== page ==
While manufacturers have long had their eye on process improvements to increase productivity, many are missing out on a significant way to decrease costs. It’s all about energy and sustainability.
For the past seven years, the Lombard team has worked with manufacturers to identify and implement proven ways to reduce the energy use of their sites and even generate additional income from generating more power than they use.
Here are three examples of how manufacturers can think differently about energy improvements with short ROIs that can make a company more competitive and future fit:
1. Energy audit + new equipment
A few years ago, I met a manufacturer who was proud of his manufacturing facility and the fact that many of his machines were two decades old, but still seemed to be chugging along fine. However, a digitised energy audit looked at every plug load in the building and determined that the old machines were using double the energy compared with newer models.
He realised that by replacing the machines, the energy savings would pay for 50% of the finance payments for the new machines in the first year. Just as you’ll realise savings in your petrol costs when you trade in a 20 year old car for a newer version with a better miles per gallon design, strategically upgrading machines for more efficient models is a win.
The manufacturer not only replaced the inefficient machines, but he used the opportunity to find new options that could do several new processes that he previously outsourced (at a cost to his profit margin). Now he offers those services as turnkey solutions to his customers, leading to a larger return to his business and ensuring quicker service that doesn’t rely on third parties.
To find out more about energy audits, see a blog I recently wrote on ‘going green’.
2. Renewable heat
A woodworking company specialising in retail shop fit outs attended a Lombard seminar on energy savings. Their business obviously created a significant amount of wood waste, which required them to pay for hiring a skip, transporting the skip to the landfill, and leaving the waste there. At the seminar they heard about renewable energy technologies that work for manufacturers.
We worked with them to select a biomass boiler to heat their premises and generate hot water, while also mitigating the cost of dealing with wood waste. This positively impacted their cost margin, while also receiving a Renewable Heat Incentive from the government. The payback for their biomass system was just three years and they were able to pass savings onto their customers to keep competitive.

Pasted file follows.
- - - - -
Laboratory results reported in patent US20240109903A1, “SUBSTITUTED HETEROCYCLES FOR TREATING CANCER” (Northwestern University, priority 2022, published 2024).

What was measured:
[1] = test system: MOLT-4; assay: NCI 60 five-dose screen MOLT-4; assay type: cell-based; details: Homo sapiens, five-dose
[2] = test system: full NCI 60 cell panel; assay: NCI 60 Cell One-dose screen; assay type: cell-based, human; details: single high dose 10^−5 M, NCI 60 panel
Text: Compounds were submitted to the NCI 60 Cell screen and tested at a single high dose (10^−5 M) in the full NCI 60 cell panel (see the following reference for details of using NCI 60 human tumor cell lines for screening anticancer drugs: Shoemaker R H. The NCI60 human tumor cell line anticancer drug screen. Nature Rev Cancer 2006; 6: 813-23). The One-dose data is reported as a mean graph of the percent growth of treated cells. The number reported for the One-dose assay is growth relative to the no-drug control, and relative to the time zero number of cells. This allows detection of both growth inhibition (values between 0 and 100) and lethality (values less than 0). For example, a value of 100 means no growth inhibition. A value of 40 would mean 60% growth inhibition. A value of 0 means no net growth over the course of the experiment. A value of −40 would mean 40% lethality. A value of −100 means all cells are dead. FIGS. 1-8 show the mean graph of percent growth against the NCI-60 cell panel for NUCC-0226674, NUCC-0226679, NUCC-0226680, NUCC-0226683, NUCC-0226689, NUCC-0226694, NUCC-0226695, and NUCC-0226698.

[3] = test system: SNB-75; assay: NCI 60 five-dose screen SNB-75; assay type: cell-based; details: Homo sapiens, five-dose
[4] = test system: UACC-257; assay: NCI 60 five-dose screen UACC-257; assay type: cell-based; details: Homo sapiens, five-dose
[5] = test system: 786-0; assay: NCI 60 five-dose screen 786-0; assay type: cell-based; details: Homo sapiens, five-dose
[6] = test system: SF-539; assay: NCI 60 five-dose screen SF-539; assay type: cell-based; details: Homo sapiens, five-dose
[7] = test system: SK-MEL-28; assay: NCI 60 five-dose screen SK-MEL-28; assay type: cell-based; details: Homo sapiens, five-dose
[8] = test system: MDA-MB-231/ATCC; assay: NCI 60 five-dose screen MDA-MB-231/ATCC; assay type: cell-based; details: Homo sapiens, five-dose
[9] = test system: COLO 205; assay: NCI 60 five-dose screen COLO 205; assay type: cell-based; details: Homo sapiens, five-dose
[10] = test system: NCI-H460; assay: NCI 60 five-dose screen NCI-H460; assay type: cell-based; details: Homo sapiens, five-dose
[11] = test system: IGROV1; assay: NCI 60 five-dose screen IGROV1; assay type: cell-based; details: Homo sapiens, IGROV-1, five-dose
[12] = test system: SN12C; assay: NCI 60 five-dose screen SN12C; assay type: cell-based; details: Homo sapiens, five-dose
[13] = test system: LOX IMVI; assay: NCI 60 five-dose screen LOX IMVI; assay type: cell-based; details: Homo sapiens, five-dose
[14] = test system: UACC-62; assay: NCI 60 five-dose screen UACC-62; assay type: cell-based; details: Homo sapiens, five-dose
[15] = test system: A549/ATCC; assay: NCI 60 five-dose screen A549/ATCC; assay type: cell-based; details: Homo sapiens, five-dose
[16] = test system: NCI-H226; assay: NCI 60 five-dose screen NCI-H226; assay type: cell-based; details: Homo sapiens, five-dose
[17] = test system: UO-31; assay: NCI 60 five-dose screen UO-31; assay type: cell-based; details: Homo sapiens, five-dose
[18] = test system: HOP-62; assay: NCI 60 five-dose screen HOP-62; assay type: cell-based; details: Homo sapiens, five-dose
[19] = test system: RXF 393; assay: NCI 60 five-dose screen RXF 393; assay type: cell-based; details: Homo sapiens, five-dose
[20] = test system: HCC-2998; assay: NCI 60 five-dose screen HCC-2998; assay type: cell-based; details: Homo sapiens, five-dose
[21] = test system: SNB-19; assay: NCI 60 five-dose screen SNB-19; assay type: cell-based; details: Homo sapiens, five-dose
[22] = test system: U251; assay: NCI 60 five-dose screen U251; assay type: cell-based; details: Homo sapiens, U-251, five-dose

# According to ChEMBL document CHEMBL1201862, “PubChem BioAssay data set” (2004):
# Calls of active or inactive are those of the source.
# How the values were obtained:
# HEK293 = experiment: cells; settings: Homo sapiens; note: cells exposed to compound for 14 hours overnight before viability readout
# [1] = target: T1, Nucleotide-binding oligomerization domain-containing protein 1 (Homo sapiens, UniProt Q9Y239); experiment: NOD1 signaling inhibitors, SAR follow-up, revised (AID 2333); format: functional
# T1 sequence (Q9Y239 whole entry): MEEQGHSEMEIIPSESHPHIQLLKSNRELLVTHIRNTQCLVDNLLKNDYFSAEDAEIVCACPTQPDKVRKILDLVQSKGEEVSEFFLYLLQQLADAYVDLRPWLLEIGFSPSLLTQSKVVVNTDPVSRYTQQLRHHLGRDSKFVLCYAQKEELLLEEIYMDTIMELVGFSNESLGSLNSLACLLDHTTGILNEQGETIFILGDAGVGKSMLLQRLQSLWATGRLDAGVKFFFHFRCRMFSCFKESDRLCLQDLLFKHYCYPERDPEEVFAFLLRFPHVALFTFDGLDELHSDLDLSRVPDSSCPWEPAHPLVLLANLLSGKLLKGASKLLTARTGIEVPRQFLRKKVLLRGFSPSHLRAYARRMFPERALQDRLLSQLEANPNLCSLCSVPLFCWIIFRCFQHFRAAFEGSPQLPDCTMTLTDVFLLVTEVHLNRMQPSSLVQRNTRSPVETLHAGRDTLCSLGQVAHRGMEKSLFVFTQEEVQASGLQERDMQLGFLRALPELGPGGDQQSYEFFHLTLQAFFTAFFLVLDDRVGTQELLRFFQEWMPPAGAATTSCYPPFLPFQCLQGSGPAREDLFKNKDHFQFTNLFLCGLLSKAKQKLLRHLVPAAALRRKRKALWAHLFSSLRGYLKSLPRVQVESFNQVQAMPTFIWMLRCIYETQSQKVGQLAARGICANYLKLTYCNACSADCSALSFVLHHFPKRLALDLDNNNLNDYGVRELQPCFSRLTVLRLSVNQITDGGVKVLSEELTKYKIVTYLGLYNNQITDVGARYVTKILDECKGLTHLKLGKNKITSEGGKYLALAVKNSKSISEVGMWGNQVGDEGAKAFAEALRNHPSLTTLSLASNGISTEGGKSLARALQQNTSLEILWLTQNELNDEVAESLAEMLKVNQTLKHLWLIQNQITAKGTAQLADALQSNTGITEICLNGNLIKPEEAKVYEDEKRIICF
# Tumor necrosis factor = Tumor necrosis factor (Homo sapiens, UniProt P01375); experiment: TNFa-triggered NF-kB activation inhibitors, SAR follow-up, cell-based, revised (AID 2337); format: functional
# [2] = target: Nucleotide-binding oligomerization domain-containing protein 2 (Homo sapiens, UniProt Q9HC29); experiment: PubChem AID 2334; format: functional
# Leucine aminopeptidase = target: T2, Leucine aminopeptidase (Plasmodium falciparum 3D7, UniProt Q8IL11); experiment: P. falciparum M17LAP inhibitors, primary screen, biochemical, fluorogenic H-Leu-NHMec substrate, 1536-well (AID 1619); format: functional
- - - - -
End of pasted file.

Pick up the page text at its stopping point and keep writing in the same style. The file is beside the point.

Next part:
Additionally, the owner was so happy with this improvement, he worked with Lombard to identify other energy opportunities, including retrofitting their facility with LED lighting and rooftop solar panels as well as installing a building management system to identify energy wastage going forward.
See our full infogaphic on sustainability in manufacturing here.
3. Think small
Some manufacturers don’t even consider potential energy solutions because they are worried about the capital investment required. Part of my job at Lombard is to not only bring energy savings to life for my customers by showing them real life examples of what’s possible, but to show them how easy it can be.
One of these simple solutions is replacing lighting with LEDs. We have customers who have reduced their lighting bill by 85% and achieved a two year payback from this change alone.
The government also provides enhanced capital allowances where companies can offset 100% of the costs of their LED lights in taxable profits in the first year. Why spend your profit on taxes when you can invest for efficiency?
Another no-brainer is utilising manufacturers’ flat roofs and open spaces to install solar panels. Why buy energy at 10 pence/unit when you can generate your own power and even sell it back to the grid?
At Lombard, we don’t just want to be known as an asset funder for plants and machinery, but as an impartial expert resource for our clients across a range of sectors, including energy. When productivity and margins are so important to manufacturers today, they can’t risk falling behind by not making simple improvements that prevent energy costs from eating into their bottom line.
The EEF National Manufacturing Conference is on 20 February 2018 in London. In addition to the four themed workshops (which are booked first come, first served when purchasing a conference ticket), political and industry heavyweights will be speaking, including Labour Leader Jeremy Corbyn. Book your early bird discount for tickets today.